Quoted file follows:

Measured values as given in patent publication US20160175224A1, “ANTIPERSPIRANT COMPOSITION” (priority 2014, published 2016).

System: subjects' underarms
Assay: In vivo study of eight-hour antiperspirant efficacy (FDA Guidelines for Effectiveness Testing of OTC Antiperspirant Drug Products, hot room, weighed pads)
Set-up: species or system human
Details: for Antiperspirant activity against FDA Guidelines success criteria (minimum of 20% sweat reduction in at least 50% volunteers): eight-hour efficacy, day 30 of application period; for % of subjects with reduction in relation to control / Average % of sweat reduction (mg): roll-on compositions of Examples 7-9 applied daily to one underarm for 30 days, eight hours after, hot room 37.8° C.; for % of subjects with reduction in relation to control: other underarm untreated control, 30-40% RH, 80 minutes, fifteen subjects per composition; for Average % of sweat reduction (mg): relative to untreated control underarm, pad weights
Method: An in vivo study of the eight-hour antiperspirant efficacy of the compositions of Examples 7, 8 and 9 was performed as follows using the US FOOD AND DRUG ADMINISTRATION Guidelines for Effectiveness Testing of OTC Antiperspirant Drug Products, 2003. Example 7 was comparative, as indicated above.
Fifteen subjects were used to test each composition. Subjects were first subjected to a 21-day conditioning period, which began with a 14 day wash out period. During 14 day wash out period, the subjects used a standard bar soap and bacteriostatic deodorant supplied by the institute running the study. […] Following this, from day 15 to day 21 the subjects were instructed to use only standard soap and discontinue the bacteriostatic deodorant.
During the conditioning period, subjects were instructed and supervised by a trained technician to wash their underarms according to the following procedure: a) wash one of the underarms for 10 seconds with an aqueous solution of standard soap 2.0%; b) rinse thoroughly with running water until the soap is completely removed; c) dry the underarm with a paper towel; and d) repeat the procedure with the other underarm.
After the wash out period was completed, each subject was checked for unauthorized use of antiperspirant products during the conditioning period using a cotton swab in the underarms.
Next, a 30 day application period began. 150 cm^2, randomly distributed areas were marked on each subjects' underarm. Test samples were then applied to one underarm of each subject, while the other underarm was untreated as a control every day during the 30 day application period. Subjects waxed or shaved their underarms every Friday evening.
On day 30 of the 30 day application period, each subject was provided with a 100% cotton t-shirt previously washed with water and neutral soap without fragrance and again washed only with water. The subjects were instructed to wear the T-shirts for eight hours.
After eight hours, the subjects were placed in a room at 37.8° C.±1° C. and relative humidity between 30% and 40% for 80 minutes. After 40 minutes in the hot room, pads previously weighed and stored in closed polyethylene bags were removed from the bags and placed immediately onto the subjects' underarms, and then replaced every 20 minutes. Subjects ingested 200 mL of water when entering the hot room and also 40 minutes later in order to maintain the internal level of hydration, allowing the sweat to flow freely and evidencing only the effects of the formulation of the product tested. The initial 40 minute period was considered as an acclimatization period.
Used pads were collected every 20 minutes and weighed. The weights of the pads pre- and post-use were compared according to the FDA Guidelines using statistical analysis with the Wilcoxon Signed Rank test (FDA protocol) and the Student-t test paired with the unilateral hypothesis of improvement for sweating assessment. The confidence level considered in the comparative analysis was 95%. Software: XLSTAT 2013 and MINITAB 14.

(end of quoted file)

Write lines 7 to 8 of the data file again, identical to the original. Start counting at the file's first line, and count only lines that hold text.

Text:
Fifteen subjects were used to test each composition. Subjects were first subjected to a 21-day conditioning period, which began with a 14 day wash out period. During 14 day wash out period, the subjects used a standard bar soap and bacteriostatic deodorant supplied by the institute running the study. […] Following this, from day 15 to day 21 the subjects were instructed to use only standard soap and discontinue the bacteriostatic deodorant.
During the conditioning period, subjects were instructed and supervised by a trained technician to wash their underarms according to the following procedure: a) wash one of the underarms for 10 seconds with an aqueous solution of standard soap 2.0%; b) rinse thoroughly with running water until the soap is completely removed; c) dry the underarm with a paper towel; and d) repeat the procedure with the other underarm.